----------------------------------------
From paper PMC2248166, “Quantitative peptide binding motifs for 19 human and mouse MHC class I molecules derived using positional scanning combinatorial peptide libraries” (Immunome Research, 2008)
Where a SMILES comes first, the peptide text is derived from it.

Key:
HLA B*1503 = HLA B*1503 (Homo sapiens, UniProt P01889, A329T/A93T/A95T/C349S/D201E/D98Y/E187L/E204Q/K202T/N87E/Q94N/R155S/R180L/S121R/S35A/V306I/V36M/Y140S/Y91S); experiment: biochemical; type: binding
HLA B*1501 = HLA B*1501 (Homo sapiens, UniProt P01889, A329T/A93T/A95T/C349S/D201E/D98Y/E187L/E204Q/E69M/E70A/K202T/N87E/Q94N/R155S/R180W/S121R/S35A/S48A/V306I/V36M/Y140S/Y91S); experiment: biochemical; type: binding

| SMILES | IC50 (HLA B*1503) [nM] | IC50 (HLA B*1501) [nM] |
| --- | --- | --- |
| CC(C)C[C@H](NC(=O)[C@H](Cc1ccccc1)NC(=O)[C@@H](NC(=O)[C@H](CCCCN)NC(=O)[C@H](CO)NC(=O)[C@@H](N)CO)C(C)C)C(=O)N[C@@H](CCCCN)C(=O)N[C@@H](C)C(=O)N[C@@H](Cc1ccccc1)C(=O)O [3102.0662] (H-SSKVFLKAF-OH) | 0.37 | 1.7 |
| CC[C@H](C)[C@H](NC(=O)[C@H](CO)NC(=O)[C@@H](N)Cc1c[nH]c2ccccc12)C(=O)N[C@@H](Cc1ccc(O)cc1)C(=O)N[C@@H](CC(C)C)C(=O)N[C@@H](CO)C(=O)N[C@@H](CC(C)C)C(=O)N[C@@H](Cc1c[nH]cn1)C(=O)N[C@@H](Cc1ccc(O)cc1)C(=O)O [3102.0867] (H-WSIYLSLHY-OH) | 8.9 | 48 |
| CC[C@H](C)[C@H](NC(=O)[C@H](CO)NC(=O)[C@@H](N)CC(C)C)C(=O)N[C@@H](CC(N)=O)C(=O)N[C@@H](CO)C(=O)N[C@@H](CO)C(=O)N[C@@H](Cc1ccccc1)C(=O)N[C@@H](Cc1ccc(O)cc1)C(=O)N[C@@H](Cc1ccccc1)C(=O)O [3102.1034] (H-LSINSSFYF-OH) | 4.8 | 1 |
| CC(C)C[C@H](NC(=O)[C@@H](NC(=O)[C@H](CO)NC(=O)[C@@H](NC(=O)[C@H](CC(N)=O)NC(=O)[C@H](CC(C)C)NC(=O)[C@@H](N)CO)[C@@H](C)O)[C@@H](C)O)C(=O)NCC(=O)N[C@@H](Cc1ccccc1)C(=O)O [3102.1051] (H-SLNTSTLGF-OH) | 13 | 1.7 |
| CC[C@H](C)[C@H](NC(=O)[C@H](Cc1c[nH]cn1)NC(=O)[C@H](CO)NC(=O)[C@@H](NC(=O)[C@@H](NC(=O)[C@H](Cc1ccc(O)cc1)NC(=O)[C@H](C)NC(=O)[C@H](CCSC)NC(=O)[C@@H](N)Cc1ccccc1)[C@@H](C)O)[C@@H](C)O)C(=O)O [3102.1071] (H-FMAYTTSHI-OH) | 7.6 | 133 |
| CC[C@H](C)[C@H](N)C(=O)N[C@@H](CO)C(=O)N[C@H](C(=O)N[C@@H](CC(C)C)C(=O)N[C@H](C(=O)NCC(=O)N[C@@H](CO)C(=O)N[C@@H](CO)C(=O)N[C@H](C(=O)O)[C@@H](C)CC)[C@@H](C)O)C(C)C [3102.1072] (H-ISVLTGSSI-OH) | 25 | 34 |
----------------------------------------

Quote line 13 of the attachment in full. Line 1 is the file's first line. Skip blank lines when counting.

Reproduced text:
| CC[C@H](C)[C@H](N)C(=O)N[C@@H](CO)C(=O)N[C@H](C(=O)N[C@@H](CC(C)C)C(=O)N[C@H](C(=O)NCC(=O)N[C@@H](CO)C(=O)N[C@@H](CO)C(=O)N[C@H](C(=O)O)[C@@H](C)CC)[C@@H](C)O)C(C)C [3102.1072] (H-ISVLTGSSI-OH) | 25 | 34 |